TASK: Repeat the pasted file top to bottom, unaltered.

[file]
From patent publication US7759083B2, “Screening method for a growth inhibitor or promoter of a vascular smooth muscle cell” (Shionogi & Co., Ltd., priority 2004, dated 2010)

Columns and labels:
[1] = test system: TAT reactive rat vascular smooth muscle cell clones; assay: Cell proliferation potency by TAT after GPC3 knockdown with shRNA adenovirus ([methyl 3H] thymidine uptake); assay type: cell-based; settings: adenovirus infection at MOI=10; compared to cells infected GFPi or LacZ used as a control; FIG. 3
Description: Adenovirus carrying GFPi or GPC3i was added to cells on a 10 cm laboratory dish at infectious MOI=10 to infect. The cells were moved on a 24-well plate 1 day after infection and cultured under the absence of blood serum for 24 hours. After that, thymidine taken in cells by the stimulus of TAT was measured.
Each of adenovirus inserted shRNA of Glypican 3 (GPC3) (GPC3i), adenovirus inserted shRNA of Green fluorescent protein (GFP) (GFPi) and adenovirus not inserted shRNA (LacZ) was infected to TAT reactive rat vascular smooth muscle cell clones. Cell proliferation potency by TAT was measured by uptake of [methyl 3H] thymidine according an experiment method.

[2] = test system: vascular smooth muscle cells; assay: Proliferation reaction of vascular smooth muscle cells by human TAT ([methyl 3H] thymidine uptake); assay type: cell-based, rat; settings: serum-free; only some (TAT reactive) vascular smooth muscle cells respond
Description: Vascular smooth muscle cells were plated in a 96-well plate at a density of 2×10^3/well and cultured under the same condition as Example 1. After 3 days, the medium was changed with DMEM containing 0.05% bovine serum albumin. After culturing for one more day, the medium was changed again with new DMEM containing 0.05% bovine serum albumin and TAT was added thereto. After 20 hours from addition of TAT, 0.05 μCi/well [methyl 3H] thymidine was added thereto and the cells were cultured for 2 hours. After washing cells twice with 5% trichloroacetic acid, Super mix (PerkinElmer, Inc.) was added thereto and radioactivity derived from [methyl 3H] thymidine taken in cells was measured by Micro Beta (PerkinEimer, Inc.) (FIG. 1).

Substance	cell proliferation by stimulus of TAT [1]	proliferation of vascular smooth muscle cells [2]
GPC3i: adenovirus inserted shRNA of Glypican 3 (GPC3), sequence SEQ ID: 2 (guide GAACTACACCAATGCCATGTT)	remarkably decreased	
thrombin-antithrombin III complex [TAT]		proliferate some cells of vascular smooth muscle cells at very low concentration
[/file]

From patent publication US7759083B2, “Screening method for a growth inhibitor or promoter of a vascular smooth muscle cell” (Shionogi & Co., Ltd., priority 2004, dated 2010)

Columns and labels:
[1] = test system: TAT reactive rat vascular smooth muscle cell clones; assay: Cell proliferation potency by TAT after GPC3 knockdown with shRNA adenovirus ([methyl 3H] thymidine uptake); assay type: cell-based; settings: adenovirus infection at MOI=10; compared to cells infected GFPi or LacZ used as a control; FIG. 3
Description: Adenovirus carrying GFPi or GPC3i was added to cells on a 10 cm laboratory dish at infectious MOI=10 to infect. The cells were moved on a 24-well plate 1 day after infection and cultured under the absence of blood serum for 24 hours. After that, thymidine taken in cells by the stimulus of TAT was measured.
Each of adenovirus inserted shRNA of Glypican 3 (GPC3) (GPC3i), adenovirus inserted shRNA of Green fluorescent protein (GFP) (GFPi) and adenovirus not inserted shRNA (LacZ) was infected to TAT reactive rat vascular smooth muscle cell clones. Cell proliferation potency by TAT was measured by uptake of [methyl 3H] thymidine according an experiment method.

[2] = test system: vascular smooth muscle cells; assay: Proliferation reaction of vascular smooth muscle cells by human TAT ([methyl 3H] thymidine uptake); assay type: cell-based, rat; settings: serum-free; only some (TAT reactive) vascular smooth muscle cells respond
Description: Vascular smooth muscle cells were plated in a 96-well plate at a density of 2×10^3/well and cultured under the same condition as Example 1. After 3 days, the medium was changed with DMEM containing 0.05% bovine serum albumin. After culturing for one more day, the medium was changed again with new DMEM containing 0.05% bovine serum albumin and TAT was added thereto. After 20 hours from addition of TAT, 0.05 μCi/well [methyl 3H] thymidine was added thereto and the cells were cultured for 2 hours. After washing cells twice with 5% trichloroacetic acid, Super mix (PerkinElmer, Inc.) was added thereto and radioactivity derived from [methyl 3H] thymidine taken in cells was measured by Micro Beta (PerkinEimer, Inc.) (FIG. 1).

Substance	cell proliferation by stimulus of TAT [1]	proliferation of vascular smooth muscle cells [2]
GPC3i: adenovirus inserted shRNA of Glypican 3 (GPC3), sequence SEQ ID: 2 (guide GAACTACACCAATGCCATGTT)	remarkably decreased	
thrombin-antithrombin III complex [TAT]		proliferate some cells of vascular smooth muscle cells at very low concentration